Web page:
Tim Travels to Nepal Part 2
Tuesday 14th March was the second day of The Leprosy Mission Nepal’s Annual Country Learning and Shovakhar Kendal (TLM Nepal Country Leader) opened with a reminder that we have a responsibility to minister healing and bring hope to people affected by leprosy and that we have a responsibility to eradicate the causes and consequences of leprosy.
The days sessions were lead by Steven from India and started by encouraging us to ask WHY? we do what we do 6 times to dig into the real motives for our choices and actions. This may uncover uncomfortable answers but once clearly established this will drive the HOW? and WHAT? we do. The day was filled with great insight. Too much to write in a short blog, but I finished the day encouraged to take risks, take ownership and have the confidence to lead where I want to see change.
In the evening I spent time with Dhaka Ram Budha Magar, the Operations Manager at International Nepal Fellowship (INF). TLM Scotland fund the INF Green Pastures project for Management of Neuritis, Reactions and Ulcers which meets the ongoing consequences experienced after leprosy itself has been cured. The Green Pastures Hospital is about 200km west of Kathmandu, in Pokhara. Dhaka Ram is one of the most enthusiastic people I’ve ever met!
Today (Wednesday) I had a great opportunity to meet TLM staff and see them at work. Starting at the Leprosy Mission’s Patan Clinic in the heart of Kathmandu, I heard from Pradipa, Siijana and Rita Thapa who oversee three projects. 332 School Scholarships are distributed each year to enable children to attend school, targeted to reach students affected by leprosy as a first priority, these also support the dependant children of people affected by leprosy, the disabled and other marginalised children. These scholarships are of great value, enabling children to access high quality schooling from age 3 up to 18.
Siijana and Rita Thapa told me about Community Based Rehabilitation project and how they also oversee the reconstruction of homes following the earthquake of 2015. 7 homes have been completed with a further 23 under construction. Siijana talked about how she loves her work as she has a close relationship with beneficiaries, and can provide both emotional and economic support. Rita Thapa is 26 and she recently started working with The Leprosy Mission Nepal. With no one to support her, she is growing in confidence as she works to be an independent woman. I was touched to see how the TLM Staff were clearly keen to build up and encourage Rita Thapa, something that reflects the heart of the organisation.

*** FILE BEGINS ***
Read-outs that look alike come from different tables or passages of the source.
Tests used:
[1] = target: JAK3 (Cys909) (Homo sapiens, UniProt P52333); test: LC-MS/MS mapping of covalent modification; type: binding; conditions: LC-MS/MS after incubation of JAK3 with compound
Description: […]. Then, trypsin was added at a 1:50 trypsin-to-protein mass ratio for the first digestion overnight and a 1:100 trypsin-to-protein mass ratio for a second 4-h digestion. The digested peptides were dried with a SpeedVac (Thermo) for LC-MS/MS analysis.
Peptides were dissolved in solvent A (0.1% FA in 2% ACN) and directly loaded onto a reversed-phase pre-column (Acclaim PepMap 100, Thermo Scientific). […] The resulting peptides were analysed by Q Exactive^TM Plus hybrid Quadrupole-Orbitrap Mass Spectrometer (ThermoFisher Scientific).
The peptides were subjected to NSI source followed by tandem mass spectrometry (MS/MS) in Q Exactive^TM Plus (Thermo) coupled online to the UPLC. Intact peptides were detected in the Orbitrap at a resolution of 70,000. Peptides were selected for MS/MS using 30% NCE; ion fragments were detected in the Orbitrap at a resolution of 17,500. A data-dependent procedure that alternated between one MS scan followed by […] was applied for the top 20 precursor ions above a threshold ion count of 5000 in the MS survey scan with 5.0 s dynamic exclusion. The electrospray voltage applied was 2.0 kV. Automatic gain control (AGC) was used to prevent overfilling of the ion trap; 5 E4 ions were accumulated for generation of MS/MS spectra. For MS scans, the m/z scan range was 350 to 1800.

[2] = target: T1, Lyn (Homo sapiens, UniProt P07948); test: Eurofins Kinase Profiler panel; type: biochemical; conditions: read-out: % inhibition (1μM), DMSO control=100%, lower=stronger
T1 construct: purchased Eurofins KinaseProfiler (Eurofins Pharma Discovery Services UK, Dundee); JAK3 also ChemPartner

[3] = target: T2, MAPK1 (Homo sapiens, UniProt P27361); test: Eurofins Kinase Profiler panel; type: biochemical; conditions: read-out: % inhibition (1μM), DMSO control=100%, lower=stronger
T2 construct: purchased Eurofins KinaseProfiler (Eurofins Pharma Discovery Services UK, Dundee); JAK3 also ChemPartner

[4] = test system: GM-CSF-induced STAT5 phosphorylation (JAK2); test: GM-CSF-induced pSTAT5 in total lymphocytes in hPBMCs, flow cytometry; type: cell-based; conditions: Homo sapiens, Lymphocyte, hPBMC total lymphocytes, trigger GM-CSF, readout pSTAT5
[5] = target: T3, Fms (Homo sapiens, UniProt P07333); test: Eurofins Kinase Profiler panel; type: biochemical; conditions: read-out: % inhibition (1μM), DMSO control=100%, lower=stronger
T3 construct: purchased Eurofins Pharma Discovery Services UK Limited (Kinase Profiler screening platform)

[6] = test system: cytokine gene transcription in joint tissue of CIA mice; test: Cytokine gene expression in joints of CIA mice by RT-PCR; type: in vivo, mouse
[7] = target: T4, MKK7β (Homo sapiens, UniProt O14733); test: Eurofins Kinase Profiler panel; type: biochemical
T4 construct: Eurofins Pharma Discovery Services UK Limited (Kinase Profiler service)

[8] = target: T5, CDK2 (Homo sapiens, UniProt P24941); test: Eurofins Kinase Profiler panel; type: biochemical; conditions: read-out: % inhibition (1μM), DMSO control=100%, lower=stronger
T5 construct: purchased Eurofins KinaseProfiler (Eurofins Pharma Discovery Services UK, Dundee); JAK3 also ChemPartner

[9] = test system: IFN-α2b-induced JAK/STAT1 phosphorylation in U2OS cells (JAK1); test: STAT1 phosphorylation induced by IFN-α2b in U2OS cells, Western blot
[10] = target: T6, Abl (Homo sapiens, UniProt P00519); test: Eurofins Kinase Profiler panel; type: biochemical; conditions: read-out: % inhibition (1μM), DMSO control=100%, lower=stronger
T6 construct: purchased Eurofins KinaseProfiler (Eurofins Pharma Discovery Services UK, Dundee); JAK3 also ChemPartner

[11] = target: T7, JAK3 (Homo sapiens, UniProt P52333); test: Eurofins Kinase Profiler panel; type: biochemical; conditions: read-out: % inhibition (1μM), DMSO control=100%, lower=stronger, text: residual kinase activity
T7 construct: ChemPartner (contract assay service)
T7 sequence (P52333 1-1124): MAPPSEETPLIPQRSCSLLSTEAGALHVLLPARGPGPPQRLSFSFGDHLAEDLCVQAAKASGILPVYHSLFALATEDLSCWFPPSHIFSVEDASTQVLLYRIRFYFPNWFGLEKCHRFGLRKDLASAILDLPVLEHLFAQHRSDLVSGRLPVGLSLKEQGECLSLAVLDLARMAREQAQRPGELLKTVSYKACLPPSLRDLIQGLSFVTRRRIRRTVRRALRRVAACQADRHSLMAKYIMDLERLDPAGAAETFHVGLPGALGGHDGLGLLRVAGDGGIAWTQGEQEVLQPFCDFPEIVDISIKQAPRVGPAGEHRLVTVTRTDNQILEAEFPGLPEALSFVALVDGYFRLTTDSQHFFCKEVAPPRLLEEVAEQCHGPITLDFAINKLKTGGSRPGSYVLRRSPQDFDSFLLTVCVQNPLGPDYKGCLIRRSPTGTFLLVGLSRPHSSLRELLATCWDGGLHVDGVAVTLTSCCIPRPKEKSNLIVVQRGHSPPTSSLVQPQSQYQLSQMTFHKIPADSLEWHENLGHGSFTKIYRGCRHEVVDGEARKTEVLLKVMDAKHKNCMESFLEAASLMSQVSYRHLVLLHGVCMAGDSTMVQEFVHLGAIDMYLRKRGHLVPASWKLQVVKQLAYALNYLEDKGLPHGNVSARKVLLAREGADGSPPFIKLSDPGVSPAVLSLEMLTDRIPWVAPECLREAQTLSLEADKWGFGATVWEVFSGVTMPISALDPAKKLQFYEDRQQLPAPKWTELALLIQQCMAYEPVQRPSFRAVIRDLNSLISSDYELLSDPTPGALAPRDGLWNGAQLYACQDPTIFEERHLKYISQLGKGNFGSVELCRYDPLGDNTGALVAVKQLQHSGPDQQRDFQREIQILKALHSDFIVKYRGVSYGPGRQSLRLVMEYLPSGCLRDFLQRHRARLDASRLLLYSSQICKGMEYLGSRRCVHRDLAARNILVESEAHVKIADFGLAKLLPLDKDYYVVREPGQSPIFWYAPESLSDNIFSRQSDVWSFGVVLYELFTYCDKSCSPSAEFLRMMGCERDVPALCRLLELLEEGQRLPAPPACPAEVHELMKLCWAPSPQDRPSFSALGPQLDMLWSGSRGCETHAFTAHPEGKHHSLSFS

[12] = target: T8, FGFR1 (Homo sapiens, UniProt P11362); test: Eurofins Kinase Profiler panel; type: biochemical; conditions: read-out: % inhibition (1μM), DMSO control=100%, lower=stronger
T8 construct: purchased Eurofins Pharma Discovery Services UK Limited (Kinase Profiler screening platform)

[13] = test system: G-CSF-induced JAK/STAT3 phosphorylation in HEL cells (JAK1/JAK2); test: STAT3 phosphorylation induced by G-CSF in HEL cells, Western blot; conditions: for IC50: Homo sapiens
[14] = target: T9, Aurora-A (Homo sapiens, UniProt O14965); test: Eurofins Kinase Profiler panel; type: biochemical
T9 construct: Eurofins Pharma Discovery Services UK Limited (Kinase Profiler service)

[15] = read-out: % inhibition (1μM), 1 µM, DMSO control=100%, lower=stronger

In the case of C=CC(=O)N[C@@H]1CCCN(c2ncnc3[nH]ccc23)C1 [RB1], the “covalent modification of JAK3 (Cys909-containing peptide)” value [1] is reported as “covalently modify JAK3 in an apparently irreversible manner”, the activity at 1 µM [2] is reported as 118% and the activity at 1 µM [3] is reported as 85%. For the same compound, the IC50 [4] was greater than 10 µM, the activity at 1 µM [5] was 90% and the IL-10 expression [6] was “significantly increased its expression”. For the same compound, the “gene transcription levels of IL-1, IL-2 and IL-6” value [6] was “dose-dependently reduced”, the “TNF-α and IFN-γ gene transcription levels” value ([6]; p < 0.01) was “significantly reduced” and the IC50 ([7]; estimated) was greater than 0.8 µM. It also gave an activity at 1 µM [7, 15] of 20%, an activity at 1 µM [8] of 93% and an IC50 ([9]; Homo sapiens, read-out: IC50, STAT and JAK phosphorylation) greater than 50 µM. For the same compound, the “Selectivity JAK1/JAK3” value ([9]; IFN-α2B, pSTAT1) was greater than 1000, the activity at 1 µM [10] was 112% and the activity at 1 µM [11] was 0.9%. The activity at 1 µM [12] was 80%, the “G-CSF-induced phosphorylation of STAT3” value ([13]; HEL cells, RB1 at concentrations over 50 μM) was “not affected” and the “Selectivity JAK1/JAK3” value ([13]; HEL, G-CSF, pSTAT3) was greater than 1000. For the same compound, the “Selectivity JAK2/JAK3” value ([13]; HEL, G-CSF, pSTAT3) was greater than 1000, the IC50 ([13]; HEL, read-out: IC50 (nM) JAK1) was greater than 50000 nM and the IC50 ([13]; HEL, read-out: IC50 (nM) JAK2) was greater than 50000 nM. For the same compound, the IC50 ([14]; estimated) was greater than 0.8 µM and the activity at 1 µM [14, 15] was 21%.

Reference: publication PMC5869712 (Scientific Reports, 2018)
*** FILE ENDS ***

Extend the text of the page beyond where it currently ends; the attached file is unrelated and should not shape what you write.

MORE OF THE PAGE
Each Wednesday at the Patan Clinic there is an open Leprosy Clinic, held by Dr Shah and a team of support staff. Sitting in on his consultations highlighted to me the scale of leprosy work that is tackling the ongoing consequences of leprosy, rather than the initial diagnosis and cure.
Dr Shah described how killing the leprosy bacteria is a relatively simple short process, but the residue of dead leprosy bacteria in the body leads to reaction symptoms in 50% of cases. These reaction symptoms can range from skin irritations to widespread health issues impacting the liver or kidneys, causing fever and ill health that may require hospitalisation. Patients with more severe reaction health issues can often lose employment, and face the challenge of mental health struggles as their general health is impacted over many years. It can take up to 10 years to overcome these reaction symptoms.
After the Patan Leprosy Clinic I joined Pradipa and Rita Thapa again to visit a Self Help Group (SHG) in Gothatar, an area in Kathmandu. The group meet in the Treasurer’s home and each member told me a little of how they have been helped and supported by The Leprosy Mission as they start income generation activities such as goat farming or candle making. The group clearly found emotional encouragement from one another, and each contributed into savings that are available to help the group members to try new income generating initiatives.
The SHG members also shared that the economic reality for everyone in the group is that even with the income generating activities, they struggle to support themselves. They pray that the mission can provide more support as their need is great.
They brought home what I had seen all day; that the work to deal with the consequences of leprosy is huge, with the road to recovery often being long and painful and often featuring economic hardship and depression. Shovakhar was right when he said “we have a responsibility to eradicate the causes and consequences of leprosy”. I see that now, more than ever.